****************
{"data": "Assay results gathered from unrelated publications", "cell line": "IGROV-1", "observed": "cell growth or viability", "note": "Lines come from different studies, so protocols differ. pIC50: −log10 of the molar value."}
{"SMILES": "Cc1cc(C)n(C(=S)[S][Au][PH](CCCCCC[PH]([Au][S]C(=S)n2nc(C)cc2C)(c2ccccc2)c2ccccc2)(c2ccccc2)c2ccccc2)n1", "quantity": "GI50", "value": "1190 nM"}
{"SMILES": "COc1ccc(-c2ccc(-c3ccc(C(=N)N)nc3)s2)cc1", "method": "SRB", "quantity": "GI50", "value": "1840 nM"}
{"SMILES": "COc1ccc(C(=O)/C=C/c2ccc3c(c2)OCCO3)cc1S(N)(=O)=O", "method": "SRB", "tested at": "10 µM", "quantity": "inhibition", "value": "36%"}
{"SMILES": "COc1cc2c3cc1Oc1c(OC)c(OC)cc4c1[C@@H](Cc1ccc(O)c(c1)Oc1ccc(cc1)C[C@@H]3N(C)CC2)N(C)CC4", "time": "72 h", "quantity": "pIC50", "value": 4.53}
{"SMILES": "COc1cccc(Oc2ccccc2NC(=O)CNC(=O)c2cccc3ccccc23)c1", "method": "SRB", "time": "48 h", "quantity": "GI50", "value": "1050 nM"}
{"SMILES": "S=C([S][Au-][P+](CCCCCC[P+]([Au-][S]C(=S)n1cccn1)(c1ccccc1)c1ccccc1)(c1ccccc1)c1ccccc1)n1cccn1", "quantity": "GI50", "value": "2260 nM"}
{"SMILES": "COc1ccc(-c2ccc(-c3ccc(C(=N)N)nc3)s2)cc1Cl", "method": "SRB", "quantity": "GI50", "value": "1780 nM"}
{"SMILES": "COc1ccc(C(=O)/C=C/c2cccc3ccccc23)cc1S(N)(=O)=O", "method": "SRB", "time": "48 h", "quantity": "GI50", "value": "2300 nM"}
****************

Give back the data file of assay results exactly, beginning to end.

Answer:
{"data": "Assay results gathered from unrelated publications", "cell line": "IGROV-1", "observed": "cell growth or viability", "note": "Lines come from different studies, so protocols differ. pIC50: −log10 of the molar value."}
{"SMILES": "Cc1cc(C)n(C(=S)[S][Au][PH](CCCCCC[PH]([Au][S]C(=S)n2nc(C)cc2C)(c2ccccc2)c2ccccc2)(c2ccccc2)c2ccccc2)n1", "quantity": "GI50", "value": "1190 nM"}
{"SMILES": "COc1ccc(-c2ccc(-c3ccc(C(=N)N)nc3)s2)cc1", "method": "SRB", "quantity": "GI50", "value": "1840 nM"}
{"SMILES": "COc1ccc(C(=O)/C=C/c2ccc3c(c2)OCCO3)cc1S(N)(=O)=O", "method": "SRB", "tested at": "10 µM", "quantity": "inhibition", "value": "36%"}
{"SMILES": "COc1cc2c3cc1Oc1c(OC)c(OC)cc4c1[C@@H](Cc1ccc(O)c(c1)Oc1ccc(cc1)C[C@@H]3N(C)CC2)N(C)CC4", "time": "72 h", "quantity": "pIC50", "value": 4.53}
{"SMILES": "COc1cccc(Oc2ccccc2NC(=O)CNC(=O)c2cccc3ccccc23)c1", "method": "SRB", "time": "48 h", "quantity": "GI50", "value": "1050 nM"}
{"SMILES": "S=C([S][Au-][P+](CCCCCC[P+]([Au-][S]C(=S)n1cccn1)(c1ccccc1)c1ccccc1)(c1ccccc1)c1ccccc1)n1cccn1", "quantity": "GI50", "value": "2260 nM"}
{"SMILES": "COc1ccc(-c2ccc(-c3ccc(C(=N)N)nc3)s2)cc1Cl", "method": "SRB", "quantity": "GI50", "value": "1780 nM"}
{"SMILES": "COc1ccc(C(=O)/C=C/c2cccc3ccccc23)cc1S(N)(=O)=O", "method": "SRB", "time": "48 h", "quantity": "GI50", "value": "2300 nM"}